The newlyweds then arrive for a visit before going to the North of England, where Wickham will be stationed. At lunch, Lydia lets slip what was supposed to be a secret–that Darcy was at the wedding, and was in fact the one who had found her and Wickham. Lizzie realizes that Darcy had been noble and generous toward the Bennet family, and that he must have been the one that paid off Wickham.
The Bennets later learn that Mr. Bingley is returning to town. Jane assures Lizzie, not very convincingly, that she has completely gotten over caring about him. Mrs. Bennet also feigns indifference. A short time later, Mr. Bingley arrives at the house, with Darcy. (There is a humorous scene where the family frantically cleans up the messy living room, finishing in the nick of time.) Mrs. Bennet, while pretending to be indifferent, is clearly excited at the thought that Bingley will propose to Jane. The visit is somewhat awkward to all concerned.
Bingley and Darcy then walk a short distance from the house, and Darcy helps Bingley rehearse his proposal to Jane. Back at the house, Lizzie begins to realize that Darcy brought Bingley back to town, attempting to repair the damage that he had caused by separating them. She realizes that her negative impression of Darcy had been wrong.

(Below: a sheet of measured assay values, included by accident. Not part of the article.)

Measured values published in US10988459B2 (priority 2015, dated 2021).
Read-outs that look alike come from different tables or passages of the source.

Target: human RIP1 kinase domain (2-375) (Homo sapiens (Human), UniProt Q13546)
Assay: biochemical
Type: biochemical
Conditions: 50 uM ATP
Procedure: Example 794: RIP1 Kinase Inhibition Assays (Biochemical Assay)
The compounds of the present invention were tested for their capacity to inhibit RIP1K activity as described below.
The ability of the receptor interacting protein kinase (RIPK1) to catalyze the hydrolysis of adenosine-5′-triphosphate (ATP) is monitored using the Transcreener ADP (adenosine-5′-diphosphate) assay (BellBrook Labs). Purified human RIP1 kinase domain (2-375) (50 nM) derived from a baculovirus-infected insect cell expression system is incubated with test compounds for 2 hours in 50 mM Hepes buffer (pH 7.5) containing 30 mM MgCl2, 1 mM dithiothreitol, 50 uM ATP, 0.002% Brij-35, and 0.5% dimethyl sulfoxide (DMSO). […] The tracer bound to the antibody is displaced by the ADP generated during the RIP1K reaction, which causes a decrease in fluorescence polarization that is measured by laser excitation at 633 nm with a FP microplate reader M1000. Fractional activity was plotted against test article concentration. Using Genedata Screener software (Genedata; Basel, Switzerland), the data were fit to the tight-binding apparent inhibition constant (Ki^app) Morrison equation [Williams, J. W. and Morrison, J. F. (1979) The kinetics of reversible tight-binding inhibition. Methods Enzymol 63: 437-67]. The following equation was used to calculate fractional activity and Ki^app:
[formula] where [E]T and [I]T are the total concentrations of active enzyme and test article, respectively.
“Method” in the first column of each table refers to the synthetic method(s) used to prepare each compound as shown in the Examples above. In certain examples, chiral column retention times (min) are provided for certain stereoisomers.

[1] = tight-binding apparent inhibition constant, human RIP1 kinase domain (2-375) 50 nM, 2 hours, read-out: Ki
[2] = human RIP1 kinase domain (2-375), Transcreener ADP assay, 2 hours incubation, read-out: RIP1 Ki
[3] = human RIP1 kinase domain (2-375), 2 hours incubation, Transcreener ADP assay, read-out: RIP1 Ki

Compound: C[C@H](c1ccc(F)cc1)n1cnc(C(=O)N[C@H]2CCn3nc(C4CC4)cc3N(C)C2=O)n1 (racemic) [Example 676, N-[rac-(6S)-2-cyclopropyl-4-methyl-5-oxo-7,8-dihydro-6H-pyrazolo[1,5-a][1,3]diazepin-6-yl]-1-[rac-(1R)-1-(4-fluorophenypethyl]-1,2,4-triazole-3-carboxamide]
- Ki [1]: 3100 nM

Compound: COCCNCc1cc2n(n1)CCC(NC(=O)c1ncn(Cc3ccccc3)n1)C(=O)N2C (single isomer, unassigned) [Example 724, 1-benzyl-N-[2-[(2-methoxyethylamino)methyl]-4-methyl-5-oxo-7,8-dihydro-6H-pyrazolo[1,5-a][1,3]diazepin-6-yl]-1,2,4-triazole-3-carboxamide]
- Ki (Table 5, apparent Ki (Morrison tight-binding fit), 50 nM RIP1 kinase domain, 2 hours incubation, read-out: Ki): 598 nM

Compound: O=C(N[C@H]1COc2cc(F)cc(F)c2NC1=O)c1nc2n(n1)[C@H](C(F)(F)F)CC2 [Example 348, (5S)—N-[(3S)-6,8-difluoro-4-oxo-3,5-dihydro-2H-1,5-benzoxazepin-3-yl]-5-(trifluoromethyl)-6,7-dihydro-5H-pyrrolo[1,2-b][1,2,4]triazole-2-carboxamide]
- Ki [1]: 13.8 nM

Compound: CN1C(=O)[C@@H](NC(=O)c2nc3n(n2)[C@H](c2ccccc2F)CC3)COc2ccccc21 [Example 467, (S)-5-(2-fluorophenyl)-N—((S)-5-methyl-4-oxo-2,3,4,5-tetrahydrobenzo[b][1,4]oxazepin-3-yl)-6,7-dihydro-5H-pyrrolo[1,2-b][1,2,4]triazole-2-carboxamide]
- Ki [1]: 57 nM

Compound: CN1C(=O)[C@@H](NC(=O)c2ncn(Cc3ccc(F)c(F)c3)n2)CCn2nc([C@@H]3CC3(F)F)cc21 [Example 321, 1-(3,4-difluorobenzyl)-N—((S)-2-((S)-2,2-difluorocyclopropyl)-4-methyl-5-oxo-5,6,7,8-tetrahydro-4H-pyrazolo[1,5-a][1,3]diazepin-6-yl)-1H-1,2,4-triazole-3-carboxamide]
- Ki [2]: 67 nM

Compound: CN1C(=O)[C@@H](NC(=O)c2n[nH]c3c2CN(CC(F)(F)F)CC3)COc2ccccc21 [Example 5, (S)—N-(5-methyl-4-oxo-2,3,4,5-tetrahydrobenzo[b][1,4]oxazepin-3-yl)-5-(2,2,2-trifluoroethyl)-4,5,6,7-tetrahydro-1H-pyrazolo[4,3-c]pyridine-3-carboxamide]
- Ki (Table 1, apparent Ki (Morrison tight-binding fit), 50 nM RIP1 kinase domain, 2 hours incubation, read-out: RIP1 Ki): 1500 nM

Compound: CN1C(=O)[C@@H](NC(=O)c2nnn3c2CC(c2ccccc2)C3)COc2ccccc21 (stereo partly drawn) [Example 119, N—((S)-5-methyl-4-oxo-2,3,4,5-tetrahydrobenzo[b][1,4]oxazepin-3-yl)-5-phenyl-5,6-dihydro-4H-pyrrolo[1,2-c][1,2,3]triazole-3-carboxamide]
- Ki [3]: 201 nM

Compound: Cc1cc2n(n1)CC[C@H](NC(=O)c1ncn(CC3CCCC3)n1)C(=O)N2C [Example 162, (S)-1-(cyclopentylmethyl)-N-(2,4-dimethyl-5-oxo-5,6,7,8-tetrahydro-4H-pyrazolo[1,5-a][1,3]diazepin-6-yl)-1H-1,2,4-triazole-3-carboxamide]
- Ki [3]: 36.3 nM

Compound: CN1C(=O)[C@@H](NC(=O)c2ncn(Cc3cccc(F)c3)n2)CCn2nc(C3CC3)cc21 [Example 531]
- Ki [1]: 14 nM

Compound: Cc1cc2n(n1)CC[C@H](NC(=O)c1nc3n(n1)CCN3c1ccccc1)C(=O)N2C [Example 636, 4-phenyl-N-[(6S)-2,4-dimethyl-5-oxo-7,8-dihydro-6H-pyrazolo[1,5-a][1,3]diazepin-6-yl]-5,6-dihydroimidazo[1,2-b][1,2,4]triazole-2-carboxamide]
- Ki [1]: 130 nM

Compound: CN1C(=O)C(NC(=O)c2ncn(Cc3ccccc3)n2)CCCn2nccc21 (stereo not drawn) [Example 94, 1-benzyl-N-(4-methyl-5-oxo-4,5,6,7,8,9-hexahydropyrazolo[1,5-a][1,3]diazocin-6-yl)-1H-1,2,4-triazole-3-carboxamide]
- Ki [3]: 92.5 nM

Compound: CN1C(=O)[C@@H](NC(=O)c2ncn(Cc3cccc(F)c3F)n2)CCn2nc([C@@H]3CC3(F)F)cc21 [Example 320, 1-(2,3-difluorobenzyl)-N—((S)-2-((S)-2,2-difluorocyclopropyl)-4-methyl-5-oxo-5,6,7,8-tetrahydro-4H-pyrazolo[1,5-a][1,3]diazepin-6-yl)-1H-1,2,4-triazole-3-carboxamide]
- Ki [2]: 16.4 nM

Bingley returns and proposes to Jane, and she accepts (with the whole family listening intently at the door, of course.)
The Bennet family is ecstatic that evening, until there is a knock on the door. It is Lady DeBourg. After issuing a few insults, she imperiously demands to speak to Lizzie alone. She tells Lizzie that she has heard a rumor that her nephew Darcy and Lizzie are to be married. She is scandalized that he would ruin the family name by marrying into such a low-class family. She demands that Lizzie promise that the rumor is false, and that she will never marry Darcy. Lizzie refuses to do so, and tells Lady DeBourg to leave, an almost unheard-of breach of decorum toward the aristocracy.